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IIoT Removes the Inefficiencies, Dangers, and Delays of Manual Fluid-Level Measurement

By European Editors

Contributed By Digi-Key's European Editors

Industries such as fuel retailing, water/waste management, agriculture and recycling often need to store large quantities of liquids in tanks or containers that may be distributed over a large geographical area. Monitoring the levels of liquids in tanks has traditionally been a manual process that suffers from several drawbacks. Visiting remote sites can be time consuming, and taking measurements can be unpleasant or dangerous, particularly in bad weather. Some workers may forget or neglect to take regular readings.

In any case, taking measurements manually always carries the risk of human error, which can cause incorrect data to be recorded: If a tank is holding sales stock, such as fuel or diesel exhaust fluid at a filling station, the tank may then run empty before being refilled, or excessive new stock may be ordered that cannot be stored. On the other hand, if the tank is storing waste liquid for disposal or recycling, accurate level information can allow the tank to be emptied on demand thus avoiding the expense of regular visits to collect small quantities.

Taking advantage of Industrial Internet of Things (IIoT) technologies promises a convenient and cost-effective means of eliminating these drawbacks and achieving improvements such as saving unnecessary mileage, raising operational efficiency, improving customer service, and enhancing worker safety.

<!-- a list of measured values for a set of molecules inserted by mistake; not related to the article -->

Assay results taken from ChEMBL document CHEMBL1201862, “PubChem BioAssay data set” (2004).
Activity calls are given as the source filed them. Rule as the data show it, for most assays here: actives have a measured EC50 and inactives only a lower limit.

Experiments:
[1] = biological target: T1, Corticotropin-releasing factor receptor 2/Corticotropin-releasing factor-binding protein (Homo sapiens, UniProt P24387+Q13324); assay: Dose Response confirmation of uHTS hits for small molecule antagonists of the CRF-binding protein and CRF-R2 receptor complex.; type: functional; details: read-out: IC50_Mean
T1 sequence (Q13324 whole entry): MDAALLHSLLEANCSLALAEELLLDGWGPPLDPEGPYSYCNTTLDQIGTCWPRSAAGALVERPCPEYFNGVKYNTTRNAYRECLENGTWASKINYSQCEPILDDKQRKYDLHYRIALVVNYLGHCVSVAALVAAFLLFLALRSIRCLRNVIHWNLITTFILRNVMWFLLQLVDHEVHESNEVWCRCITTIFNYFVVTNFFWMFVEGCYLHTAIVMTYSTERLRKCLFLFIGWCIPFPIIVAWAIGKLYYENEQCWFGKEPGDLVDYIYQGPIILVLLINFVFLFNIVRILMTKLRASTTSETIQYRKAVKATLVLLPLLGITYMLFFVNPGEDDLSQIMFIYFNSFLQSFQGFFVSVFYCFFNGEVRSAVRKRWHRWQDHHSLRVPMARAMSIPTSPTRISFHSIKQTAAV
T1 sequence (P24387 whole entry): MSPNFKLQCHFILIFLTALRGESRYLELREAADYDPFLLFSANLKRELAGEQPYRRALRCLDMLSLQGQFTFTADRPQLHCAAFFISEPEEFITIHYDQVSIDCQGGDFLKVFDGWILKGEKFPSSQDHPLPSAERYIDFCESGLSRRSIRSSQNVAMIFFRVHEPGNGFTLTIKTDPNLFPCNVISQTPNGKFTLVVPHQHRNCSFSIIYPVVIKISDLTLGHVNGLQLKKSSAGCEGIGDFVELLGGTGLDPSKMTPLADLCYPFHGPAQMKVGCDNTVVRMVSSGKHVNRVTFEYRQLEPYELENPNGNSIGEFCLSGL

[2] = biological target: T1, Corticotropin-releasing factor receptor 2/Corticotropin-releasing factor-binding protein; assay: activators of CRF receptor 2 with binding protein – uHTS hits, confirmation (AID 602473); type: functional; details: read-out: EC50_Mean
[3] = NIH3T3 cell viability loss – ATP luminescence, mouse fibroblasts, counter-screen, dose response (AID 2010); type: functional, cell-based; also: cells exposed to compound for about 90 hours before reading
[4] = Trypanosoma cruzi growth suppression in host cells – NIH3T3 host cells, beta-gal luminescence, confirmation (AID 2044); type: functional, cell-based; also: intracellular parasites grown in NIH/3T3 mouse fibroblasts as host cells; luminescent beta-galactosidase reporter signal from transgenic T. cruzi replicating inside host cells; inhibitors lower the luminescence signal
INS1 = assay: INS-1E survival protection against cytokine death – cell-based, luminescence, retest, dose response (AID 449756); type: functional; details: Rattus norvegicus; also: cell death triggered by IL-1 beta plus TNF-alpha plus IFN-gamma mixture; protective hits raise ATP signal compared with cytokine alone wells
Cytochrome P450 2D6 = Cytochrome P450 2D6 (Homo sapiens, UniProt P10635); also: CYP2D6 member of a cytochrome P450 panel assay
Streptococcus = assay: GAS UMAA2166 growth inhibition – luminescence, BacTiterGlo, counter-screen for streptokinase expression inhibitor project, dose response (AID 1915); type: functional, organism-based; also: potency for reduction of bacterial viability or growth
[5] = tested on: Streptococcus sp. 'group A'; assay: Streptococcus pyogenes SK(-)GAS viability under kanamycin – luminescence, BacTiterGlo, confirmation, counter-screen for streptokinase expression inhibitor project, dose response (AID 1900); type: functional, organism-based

Non-contact fluid-level measurement

Sight glasses and float/level indicators are long established methods for verifying fluid levels inside industrial tanks. Sight glasses can be expensive to implement and seal, and float/level sensors can be vulnerable to failures caused by corrosion, jamming, or puncturing of the float. Ultrasonic sensors can eliminate the complex sealing needed with a sight glass, and exceed the reliability of float/level sensors since there are no moving parts.

Ultrasonic level sensors like the TE Connectivity Ultrasonic Sentio™ LL-01 are threshold sensors that generate a signal by detecting the presence of fluid in the probe’s sensing gap. The ultrasonic signal is transmitted across the gap, and fluid detection relies on the difference in attenuation, which is much lower when the gap is filled with fluid. When the detector receives a valid signal, the sensor generates an output indicating liquid is present. This type of sensor is suitable for applications such as pump protection, oil-film detection, or cutoff systems.

A different ultrasonic monitoring principle is needed to measure the exact level or volume of fluid in a tank. The SSI Technologies Digital Fluid-Trac™ DFT-110, which is designed to be fitted in the lid of a standard 55 gallon drum, generates an ultrasonic sound wave that is reflected from the surface of the fluid below (Figure 1). By measuring the time for the echo to arrive, the distance from the sensor to the liquid can be calculated based on the speed of sound. The sensor then calculates the volume of liquid, using the known dimensions of the drum as specified in the industry standard (ANSI MH2-2004), and shows the result on an integral display panel that comprises a digital LCD and red LED low-volume warning light. The liquid volume can be measured with resolution of 1.0 liter.

Diagram of SSI Technologies DFT-110 mates with the standardized drum opening

Figure 1: The DFT-110 mates with the standardized drum opening and is designed not to protrude inside.

Large-scale remote fluid-level measurement

With the development of the Industrial Internet of Things (IIoT), it is possible to envisage a remote fluid-level sensing solution that sends ultrasonically monitored fluid-level data into The Cloud and makes detailed information readily available via a web browser on a desktop or mobile device. The information may be as simple as threshold alerts or real-time fluid-level readings, or predictive information generated by a Cloud-based analytical application.